Energy has become so expensive in Germany that the (soon-to-be former) economic powerhouse of Europe is now seeing a manufacturing shutdown that threatens to collapse the nation – and eventually the entire continent.
Calling the situation “alarming,” economic minister Robert Habeck announced that while industry has been working over the past several months to reduce gas consumption, including by switching to alternative fuels like oil, many companies have just “stopped production altogether.”
“It’s not good news,” he said, “because it can mean that the industries in question aren’t just being restructured but are experiencing a rupture – a structural rupture, one that is happening under enormous pressure.” (Related: Germany is about to lose at least half of its crop harvest as well due to drought.)
Year-ahead electricity prices in Europe soared to record highs this past week, only to drop by half not long after. Still, the price is obscenely high – see the graph at this link – and manufacturers are responding by closing up shop.
“Europe is facing economic devastation and depression at a scale that will make 2008 seems [sic] like a walk in the park,” reports Zero Hedge about the situation.
Germany’s excessive operation leverage is “much more than Lehman Brothers,” warns financial expert
Everything from large industrial companies to small trading firms and medium-sized businesses – all of these make up Germany’s “Mittelstand” – is feeling the crunch. And firms within each of these sectors are shutting their doors because it costs too much to keep operating.
“Wherever energy is an important part of the business model, companies are experiencing sheer angst,” Habeck added.
Keep in mind that every business relies on energy – cheap energy, to be more specific. Without it, conducting business, especially in a globally competitive economy, quickly becomes impossible.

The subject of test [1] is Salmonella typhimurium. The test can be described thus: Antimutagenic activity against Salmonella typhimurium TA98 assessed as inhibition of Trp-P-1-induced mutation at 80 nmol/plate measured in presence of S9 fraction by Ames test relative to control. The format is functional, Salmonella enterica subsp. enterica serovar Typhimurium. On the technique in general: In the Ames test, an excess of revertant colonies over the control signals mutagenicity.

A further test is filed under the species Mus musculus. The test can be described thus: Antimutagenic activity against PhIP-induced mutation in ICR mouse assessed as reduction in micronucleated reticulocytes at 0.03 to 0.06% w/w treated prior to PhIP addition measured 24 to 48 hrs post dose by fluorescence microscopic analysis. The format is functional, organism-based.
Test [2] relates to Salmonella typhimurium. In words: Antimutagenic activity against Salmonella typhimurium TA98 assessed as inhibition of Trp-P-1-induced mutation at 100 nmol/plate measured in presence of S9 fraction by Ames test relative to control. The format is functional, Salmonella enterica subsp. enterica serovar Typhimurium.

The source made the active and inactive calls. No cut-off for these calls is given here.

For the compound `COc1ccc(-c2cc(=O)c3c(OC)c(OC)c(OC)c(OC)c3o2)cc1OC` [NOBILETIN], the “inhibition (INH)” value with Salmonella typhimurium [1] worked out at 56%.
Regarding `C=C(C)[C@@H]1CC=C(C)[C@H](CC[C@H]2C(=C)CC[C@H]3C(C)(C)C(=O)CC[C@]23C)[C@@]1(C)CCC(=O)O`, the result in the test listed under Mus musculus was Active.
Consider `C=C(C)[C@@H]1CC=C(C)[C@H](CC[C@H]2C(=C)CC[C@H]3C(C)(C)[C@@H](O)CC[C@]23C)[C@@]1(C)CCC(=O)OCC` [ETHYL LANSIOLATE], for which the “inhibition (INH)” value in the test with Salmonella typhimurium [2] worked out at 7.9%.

It turns out that large swaths of the German economy rely not on not just cheap energy but Russian energy, which Europe is refusing to buy due to United States-led sanctions over the invasion of Ukraine.
Other regions supply gas as well, but not as inexpensively as Russia, which holds some of the world’s largest reserves of oil and gas. Unless Germany starts buying from Russia once again, which does not appear likely, then Germany’s economy will go bye-bye in the coming months.
Habeck basically confirmed this, stating that the Russian energy competitive advantage that Germany has long maintained “won’t come back any time soon, if it ever comes back at all.”
Over the weekend, financial expert Zoltan Pozsar said much the same, explaining that Europe faces a “Minsky moment” triggered by excessive financial leverage – meaning the highly corrupt markets and financial system that feed them are once again to blame for this calamity.
“And in the context of supply chains,” Pozsar added, “leverage means excessive operation leverage: in Germany, $2 trillion of value added depends on $20 billion (worth) of gas from Russia … that’s 100 times leverage – much more than Lehman’s (Lehman Brothers).”
Meanwhile, the Nord Stream 1 (NS1) pipeline is once again closed for “planned maintenance.” This means that no Russian gas is flowing to Germany right now.
“The outage comes with European countries already laboring under sharp price rises as a result of dwindling Russian supplies,” reports the Hedge. “Prices have more than doubled since Russian exporter Gazprom first restricted deliveries through Nord Stream 1 three months ago.”
Siegfried Russwurm, the head of Germany’s main business lobby, BDI, says that recent interest rate hikes in the U.S. coupled with slowing growth in China is hitting Germany with a second punch because China is one of the country’s largest export markets.
**By Ethan Huff